This little "make do" setup turned out to be the most popular feature. My son's girlfriend used to say that it looked like our water was coming out of a box. Everyone who saw it had to "test it" by turning the water on watching with amazement. Our realtors took turns, turning it on and off and laughing like school kids.
The rim of the bowl wasn't thick or rolled - it had a kinda funny little crimped edge. Some glass mosaic tiles from Michael's Crafts finished it off nicely.
The towel hook was free - it's actually a broken candle sconce that I found in the parking lot of a T.J. Maxx.
On a scale of 1 to 10, for anyone with very basic plumbing skills, I'd rate this project about a 4 on a difficulty scale. The most time consuming part of the job was finding the bowls. Putting it together took probably a few hours.
It was chilly in Pittsburgh last April. In fact I remember that every day we spent in Pittsburgh from our arrival in late February through till April 20th something fell out of the sky every day. Rain, snow, little pelting pellets of ice... something.
It wasn't until we stepped into our current home for the first time that I realized I'd been sort of holding my breath since our first trek up Sycamore Street (which is really more of a treacherously steep goat path than a road) on the day we arrived.
We'd looked at probably a hundred houses by mid April, but knew in an instant that this was THE ONE. It needed more work than many we'd looked at and our realtor had forewarned us about the fiery HUD hoops, but damnit - for the first time in two months, as I stood in that entryway I felt like I could BREATHE. Not just shallow strained little survival breaths either. I'd never read "Waiting to Exhale" but I finally understood the concept.
When we took all of our measurements and went home to our rental I made little snippets of graph paper furniture to arrange on our graph paper room grid. Hmmmm... This was going to be a challenge.
And it is.
I've come to understand that one of the best features of our house, it's lovely soothing symmetry is also one of the biggest drawbacks when it comes to furnishing.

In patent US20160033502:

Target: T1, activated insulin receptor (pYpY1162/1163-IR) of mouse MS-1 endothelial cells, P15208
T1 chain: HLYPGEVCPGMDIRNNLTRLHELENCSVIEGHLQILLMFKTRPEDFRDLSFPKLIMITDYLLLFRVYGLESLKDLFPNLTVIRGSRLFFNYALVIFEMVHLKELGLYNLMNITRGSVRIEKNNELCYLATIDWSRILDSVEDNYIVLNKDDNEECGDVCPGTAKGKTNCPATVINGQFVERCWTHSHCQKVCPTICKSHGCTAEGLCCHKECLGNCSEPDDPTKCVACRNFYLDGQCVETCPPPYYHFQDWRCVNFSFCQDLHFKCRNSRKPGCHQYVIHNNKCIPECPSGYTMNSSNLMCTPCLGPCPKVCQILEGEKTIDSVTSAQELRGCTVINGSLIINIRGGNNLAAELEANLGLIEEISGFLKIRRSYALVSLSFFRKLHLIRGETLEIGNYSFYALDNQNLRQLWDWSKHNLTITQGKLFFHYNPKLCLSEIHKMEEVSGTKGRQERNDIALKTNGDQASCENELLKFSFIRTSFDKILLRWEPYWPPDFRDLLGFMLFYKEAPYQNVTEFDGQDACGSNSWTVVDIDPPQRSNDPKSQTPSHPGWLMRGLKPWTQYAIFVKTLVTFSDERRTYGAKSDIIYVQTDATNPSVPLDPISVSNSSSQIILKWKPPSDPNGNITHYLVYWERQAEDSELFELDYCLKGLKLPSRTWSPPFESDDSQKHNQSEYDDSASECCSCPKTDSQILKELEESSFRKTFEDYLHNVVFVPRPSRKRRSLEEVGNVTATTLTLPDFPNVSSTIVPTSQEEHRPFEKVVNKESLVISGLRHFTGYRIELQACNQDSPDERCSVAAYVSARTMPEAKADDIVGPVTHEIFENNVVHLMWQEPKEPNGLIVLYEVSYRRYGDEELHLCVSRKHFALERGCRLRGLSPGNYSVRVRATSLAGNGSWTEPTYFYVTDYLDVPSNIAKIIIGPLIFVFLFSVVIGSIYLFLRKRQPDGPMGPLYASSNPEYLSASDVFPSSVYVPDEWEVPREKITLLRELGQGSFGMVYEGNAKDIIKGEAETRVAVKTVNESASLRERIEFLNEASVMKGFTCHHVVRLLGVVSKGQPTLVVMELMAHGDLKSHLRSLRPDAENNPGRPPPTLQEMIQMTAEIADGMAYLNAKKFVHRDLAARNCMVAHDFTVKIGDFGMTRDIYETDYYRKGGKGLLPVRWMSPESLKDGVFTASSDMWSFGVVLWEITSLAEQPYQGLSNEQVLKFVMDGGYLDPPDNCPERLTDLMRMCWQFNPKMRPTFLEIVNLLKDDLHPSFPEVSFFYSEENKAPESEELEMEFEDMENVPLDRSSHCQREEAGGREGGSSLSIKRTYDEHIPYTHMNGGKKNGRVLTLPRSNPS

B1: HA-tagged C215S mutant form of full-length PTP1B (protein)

The wide doorway from the entry to the living room (that I'm measuring in the pic) is centered perfectly with the fireplace on the opposite wall. The front wall (with the radiator cover/bench) has a large bank of three windows - and they line up, again perfectly, with the wide doorway to the dining room, which in turn lines up with the dining room fireplace, flanked with built in cabinets on the back wall. If you're following this you can see what I'm saying right? It's a house of "focal walls" and doorways that can't be obstructed.
Two days ago I bought a set of two small chairs and a matching side table. I thought they were small enough to fit - (hell, they came in one box that I could lift by myself!) - and help with our lack of seating. Ummm... no.
After getting a little worn out shoving furniture around I googled up some online furniture arrangement sites. Value City Furniture has a pretty nice one. Unfortunately all it could really help me to do was confirm the futility of fitting what we have into our space. Maybe it could save someone else out there some grunt work.
Me, I'm not quitter so I think I'm off to play "ring-around-the-rosy" with the actual furniture once again - much to the cats chagrin. Surely there's some super secret creative solution to this puzzle.